On one hand, in this piece I argue that an eco-political critique of biometric should consider its whole lifecycle. This is because carbon footprint estimation methods are usually problematic as they do not consider the whole lifecycle of the activity they are measuring.  Biometrics is a technology that needs large quantity of data to train their models, which in turn is usually stored in large-scale data centres. Recently, scholars have shown that data centres water footprint is enormous and usually not disclosed by big tech companies. But the lifecycle of biometrics is not only about data centres; it also involves the extraction of minerals such as lithium, silicon or copper to build its infrastructure which implies land degradation and water resources exploitation. In fact, a critical analysis of the ecological and political impact of biometrics should also consider the environmental impact of natural resources extracted to manufacture biometric devices. Moreover, this lifecycle should also include the last stage in the process: what does it happen to biometrics infrastructure and its devices when  no longer useful? Electronic waste dumps are placed in territories of the so-called “Global South” and have a negative impact on local communities and territories. As some environmental journalists have claimed, e-waste dumps contaminate rivers and soil due to the toxicity of elements in digital devices.

But a critique towards the eco-politics of biometrics should also move beyond natural resources extractivism and environmental damage. As the authors of Technoprecarious argue, we should also take into account different forms of human labour exploitation in the different stages of this lifecycle: miners that extract the mineral for biometric infrastructures, data labellers that label large biometric datasets, security staff in data centres that protect the biometric data and workers in electronic waste dumps. They are connected through different layers of precarity in the biometric political and economic landscape. In fact, the European Union has invested 100 million EUR on designing and building the infrastructure for their biometric interoperability architecture.  An eco-political critique should consider the energy and water consumption that processing these databases is going to cost. It should explore the profit made by private actors involved in the migration industry. But it also requires investigating which other companies are participating in the whole lifecycle of biometrics. Who capitalises on the migration industry by extracting natural resources to build biometric databases, fingerprint scan devices or facial recognition cameras? What are the labour conditions of the workers working on these mines? Where do large industries ship their biometric infrastructure when it is no longer useful?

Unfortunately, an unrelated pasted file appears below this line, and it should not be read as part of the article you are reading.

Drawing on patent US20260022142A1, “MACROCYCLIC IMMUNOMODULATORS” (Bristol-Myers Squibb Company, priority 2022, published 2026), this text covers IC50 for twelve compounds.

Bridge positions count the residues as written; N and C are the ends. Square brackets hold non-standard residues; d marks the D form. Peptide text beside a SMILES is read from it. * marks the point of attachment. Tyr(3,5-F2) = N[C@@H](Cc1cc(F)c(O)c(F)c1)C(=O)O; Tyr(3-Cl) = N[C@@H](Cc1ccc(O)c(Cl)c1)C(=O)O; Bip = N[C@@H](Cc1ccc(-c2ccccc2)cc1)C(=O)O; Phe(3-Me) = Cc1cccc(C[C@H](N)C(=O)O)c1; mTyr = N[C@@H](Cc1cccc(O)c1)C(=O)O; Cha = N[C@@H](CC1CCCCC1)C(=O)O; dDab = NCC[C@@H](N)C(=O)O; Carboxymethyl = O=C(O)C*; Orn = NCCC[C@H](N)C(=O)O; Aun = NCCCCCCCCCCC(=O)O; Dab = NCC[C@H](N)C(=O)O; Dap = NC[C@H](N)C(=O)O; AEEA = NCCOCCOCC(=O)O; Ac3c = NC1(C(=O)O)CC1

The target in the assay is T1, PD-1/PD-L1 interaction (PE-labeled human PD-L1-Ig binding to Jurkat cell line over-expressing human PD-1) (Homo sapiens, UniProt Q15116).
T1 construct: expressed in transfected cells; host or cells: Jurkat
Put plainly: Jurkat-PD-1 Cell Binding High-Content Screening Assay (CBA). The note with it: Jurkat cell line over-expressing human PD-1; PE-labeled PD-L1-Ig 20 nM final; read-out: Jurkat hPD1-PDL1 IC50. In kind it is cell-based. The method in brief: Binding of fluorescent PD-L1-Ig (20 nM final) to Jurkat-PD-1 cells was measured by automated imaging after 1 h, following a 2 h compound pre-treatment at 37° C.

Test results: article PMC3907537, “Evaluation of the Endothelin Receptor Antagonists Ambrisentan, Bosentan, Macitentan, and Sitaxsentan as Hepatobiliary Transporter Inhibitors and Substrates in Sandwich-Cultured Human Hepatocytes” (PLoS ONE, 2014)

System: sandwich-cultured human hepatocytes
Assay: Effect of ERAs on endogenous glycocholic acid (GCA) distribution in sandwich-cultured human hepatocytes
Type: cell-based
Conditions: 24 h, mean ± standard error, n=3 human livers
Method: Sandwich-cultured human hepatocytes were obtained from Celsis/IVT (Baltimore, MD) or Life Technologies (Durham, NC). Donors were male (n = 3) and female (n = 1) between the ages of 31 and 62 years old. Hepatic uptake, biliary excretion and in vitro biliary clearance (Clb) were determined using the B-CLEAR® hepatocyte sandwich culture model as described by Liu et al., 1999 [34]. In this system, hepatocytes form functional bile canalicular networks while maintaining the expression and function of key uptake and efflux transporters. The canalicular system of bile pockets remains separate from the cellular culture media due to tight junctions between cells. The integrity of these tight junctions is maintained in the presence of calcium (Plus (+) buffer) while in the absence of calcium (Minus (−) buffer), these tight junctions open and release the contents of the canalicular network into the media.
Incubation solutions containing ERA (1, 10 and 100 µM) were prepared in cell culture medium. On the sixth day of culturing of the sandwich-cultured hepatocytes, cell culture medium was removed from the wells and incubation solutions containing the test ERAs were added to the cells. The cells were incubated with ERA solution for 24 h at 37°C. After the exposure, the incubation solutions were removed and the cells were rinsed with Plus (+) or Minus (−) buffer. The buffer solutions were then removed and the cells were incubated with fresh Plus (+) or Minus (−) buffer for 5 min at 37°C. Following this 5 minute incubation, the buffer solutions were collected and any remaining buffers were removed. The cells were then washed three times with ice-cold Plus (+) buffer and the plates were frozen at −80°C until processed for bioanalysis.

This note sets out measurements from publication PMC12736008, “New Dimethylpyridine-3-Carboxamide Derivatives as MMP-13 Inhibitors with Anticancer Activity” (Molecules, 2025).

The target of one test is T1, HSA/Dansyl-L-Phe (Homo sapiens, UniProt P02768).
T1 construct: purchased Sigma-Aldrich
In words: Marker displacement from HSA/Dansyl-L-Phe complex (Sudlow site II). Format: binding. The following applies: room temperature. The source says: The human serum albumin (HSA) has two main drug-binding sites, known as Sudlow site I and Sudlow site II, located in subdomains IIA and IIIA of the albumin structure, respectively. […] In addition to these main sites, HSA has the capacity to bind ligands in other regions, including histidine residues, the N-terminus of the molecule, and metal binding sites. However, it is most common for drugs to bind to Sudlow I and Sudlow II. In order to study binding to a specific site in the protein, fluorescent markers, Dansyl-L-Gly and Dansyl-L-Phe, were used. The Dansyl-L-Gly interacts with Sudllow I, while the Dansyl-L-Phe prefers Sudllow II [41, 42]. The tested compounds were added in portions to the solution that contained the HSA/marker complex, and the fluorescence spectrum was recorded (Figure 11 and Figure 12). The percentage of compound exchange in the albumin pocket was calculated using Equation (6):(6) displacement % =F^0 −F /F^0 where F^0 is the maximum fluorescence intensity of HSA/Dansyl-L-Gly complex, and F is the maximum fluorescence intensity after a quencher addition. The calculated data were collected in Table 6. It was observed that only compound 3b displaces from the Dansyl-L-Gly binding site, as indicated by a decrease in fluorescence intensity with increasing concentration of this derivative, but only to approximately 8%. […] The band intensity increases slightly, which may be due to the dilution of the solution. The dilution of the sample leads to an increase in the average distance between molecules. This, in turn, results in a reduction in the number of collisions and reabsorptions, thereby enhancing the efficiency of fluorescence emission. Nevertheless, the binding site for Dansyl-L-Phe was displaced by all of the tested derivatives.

On the other hand, the ecological and political impact of the lifecycle of biometrics should not become the main target of critical debates about biometrics at the border. Otherwise, we will run the risk of falling again in the criti-hype of biometrics and migration. Instead of boosting techno-hype campaigns and promote steam and mirrors of biometrics, it is key to draw attention to migrants’ struggles and claims for fundamental rights, such as the right to safe routes or food. Critical scholars, activists and journalists should avoid falling in the criti-hypes of biometrics by not focusing purely on sustainability or other concerns such as data privacy, surveillance or algorithmic bias. While sustainable and green biometrics could potentially become the next criti-hype concept, Dublin Regulation is still blocking people on the move and anti-asylum laws are being proposed. At the border, the object of criticism should not be concentrated solely on biometrics but the legal mechanisms that states develop to restrict or prevent freedom of movement and right to seek asylum.

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How to cite this blog post (Harvard style):

A. Valdivia. (2023) Smoke And Mirrors of the Eco-Politics of Biometrics at the Border. Available at:https://blogs.law.ox.ac.uk/border-criminologies-blog/blog-post/2023/05/smoke-and-mirrors-eco-politics-biometrics-border. Accessed on: 18/07/2024